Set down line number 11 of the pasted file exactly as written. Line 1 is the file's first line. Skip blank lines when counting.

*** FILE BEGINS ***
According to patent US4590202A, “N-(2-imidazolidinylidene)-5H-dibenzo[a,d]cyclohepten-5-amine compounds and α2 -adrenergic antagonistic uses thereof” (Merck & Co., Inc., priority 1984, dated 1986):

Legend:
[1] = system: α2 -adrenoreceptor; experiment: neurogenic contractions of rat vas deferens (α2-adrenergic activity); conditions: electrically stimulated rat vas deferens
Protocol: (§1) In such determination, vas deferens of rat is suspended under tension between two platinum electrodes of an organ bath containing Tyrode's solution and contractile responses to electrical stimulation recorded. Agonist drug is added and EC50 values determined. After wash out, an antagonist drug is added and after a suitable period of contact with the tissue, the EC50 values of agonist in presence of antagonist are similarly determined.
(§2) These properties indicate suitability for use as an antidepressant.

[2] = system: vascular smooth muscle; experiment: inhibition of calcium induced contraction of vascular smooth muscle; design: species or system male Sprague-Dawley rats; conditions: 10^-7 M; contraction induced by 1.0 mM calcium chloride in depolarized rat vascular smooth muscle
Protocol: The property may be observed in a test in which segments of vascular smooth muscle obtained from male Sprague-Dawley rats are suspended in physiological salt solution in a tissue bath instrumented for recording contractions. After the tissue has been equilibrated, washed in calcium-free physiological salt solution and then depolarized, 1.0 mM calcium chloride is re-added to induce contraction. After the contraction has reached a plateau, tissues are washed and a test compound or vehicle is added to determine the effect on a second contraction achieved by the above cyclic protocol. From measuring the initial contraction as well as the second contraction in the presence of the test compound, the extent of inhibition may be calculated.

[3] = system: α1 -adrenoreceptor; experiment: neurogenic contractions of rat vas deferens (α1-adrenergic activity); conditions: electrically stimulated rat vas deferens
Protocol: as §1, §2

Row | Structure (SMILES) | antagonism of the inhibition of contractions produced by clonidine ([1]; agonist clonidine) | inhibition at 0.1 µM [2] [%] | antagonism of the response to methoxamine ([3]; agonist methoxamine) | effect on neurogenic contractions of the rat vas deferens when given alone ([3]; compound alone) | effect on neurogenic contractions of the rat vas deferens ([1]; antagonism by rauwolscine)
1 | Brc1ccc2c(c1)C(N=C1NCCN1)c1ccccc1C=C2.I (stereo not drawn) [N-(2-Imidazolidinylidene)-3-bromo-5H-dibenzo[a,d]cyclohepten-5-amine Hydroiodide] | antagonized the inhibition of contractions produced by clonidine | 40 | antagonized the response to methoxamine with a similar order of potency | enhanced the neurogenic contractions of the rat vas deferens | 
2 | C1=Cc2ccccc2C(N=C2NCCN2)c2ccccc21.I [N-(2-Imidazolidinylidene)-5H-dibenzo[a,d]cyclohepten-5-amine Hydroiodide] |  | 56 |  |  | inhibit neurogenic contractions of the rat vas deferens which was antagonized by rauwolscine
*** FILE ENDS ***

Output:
1 | Brc1ccc2c(c1)C(N=C1NCCN1)c1ccccc1C=C2.I (stereo not drawn) [N-(2-Imidazolidinylidene)-3-bromo-5H-dibenzo[a,d]cyclohepten-5-amine Hydroiodide] | antagonized the inhibition of contractions produced by clonidine | 40 | antagonized the response to methoxamine with a similar order of potency | enhanced the neurogenic contractions of the rat vas deferens | 